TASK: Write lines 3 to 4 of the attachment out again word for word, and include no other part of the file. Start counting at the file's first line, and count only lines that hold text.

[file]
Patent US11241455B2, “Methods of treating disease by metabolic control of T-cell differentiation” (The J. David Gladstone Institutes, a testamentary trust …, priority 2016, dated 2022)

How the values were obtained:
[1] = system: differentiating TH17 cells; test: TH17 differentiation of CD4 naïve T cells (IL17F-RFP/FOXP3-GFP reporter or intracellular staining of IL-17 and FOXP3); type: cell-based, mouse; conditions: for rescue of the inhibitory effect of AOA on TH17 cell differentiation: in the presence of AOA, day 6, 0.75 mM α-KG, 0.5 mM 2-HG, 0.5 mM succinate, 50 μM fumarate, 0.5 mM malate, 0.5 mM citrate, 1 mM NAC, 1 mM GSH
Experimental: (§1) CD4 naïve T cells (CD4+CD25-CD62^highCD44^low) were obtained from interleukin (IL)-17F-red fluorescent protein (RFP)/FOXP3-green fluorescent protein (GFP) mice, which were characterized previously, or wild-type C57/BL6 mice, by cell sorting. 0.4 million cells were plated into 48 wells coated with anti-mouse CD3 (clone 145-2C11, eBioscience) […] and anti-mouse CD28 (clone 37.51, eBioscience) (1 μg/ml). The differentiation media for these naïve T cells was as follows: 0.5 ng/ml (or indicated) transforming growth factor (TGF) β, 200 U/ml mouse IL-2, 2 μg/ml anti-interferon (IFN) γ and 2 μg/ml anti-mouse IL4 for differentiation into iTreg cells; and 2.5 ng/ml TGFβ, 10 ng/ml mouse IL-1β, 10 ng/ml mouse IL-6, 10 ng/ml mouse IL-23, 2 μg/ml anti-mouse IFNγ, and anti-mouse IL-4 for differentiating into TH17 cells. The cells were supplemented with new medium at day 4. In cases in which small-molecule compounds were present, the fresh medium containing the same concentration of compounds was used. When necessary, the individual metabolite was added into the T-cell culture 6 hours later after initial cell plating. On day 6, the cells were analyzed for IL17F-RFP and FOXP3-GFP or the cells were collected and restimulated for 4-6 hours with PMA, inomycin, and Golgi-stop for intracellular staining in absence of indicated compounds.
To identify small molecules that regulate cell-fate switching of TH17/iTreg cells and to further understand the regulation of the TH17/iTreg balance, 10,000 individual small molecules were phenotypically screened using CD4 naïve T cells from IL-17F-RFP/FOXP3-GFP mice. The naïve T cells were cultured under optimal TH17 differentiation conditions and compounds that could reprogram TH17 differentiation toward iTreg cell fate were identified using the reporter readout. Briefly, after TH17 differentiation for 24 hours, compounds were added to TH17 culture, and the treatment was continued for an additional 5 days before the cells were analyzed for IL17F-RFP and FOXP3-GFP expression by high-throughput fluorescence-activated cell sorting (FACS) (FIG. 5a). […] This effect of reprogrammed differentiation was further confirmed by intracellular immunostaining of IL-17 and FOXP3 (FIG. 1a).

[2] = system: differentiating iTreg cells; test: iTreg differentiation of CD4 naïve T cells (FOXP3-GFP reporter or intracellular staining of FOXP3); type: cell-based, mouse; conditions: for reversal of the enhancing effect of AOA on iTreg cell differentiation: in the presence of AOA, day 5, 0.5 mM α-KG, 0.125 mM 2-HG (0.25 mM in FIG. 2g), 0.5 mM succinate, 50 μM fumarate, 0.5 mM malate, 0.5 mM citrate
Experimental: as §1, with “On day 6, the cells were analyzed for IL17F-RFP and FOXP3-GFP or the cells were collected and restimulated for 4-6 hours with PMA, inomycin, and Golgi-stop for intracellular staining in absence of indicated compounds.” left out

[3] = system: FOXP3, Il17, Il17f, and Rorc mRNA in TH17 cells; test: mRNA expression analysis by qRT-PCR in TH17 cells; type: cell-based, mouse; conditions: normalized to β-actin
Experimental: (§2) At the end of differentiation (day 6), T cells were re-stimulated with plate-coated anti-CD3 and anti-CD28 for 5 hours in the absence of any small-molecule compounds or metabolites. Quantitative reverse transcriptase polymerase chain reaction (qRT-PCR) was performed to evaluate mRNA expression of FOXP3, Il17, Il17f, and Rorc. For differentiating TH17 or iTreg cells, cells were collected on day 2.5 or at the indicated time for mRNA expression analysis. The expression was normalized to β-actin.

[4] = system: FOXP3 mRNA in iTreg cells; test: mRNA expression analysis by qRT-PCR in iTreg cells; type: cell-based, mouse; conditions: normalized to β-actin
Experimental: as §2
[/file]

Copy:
[1] = system: differentiating TH17 cells; test: TH17 differentiation of CD4 naïve T cells (IL17F-RFP/FOXP3-GFP reporter or intracellular staining of IL-17 and FOXP3); type: cell-based, mouse; conditions: for rescue of the inhibitory effect of AOA on TH17 cell differentiation: in the presence of AOA, day 6, 0.75 mM α-KG, 0.5 mM 2-HG, 0.5 mM succinate, 50 μM fumarate, 0.5 mM malate, 0.5 mM citrate, 1 mM NAC, 1 mM GSH
Experimental: (§1) CD4 naïve T cells (CD4+CD25-CD62^highCD44^low) were obtained from interleukin (IL)-17F-red fluorescent protein (RFP)/FOXP3-green fluorescent protein (GFP) mice, which were characterized previously, or wild-type C57/BL6 mice, by cell sorting. 0.4 million cells were plated into 48 wells coated with anti-mouse CD3 (clone 145-2C11, eBioscience) […] and anti-mouse CD28 (clone 37.51, eBioscience) (1 μg/ml). The differentiation media for these naïve T cells was as follows: 0.5 ng/ml (or indicated) transforming growth factor (TGF) β, 200 U/ml mouse IL-2, 2 μg/ml anti-interferon (IFN) γ and 2 μg/ml anti-mouse IL4 for differentiation into iTreg cells; and 2.5 ng/ml TGFβ, 10 ng/ml mouse IL-1β, 10 ng/ml mouse IL-6, 10 ng/ml mouse IL-23, 2 μg/ml anti-mouse IFNγ, and anti-mouse IL-4 for differentiating into TH17 cells. The cells were supplemented with new medium at day 4. In cases in which small-molecule compounds were present, the fresh medium containing the same concentration of compounds was used. When necessary, the individual metabolite was added into the T-cell culture 6 hours later after initial cell plating. On day 6, the cells were analyzed for IL17F-RFP and FOXP3-GFP or the cells were collected and restimulated for 4-6 hours with PMA, inomycin, and Golgi-stop for intracellular staining in absence of indicated compounds.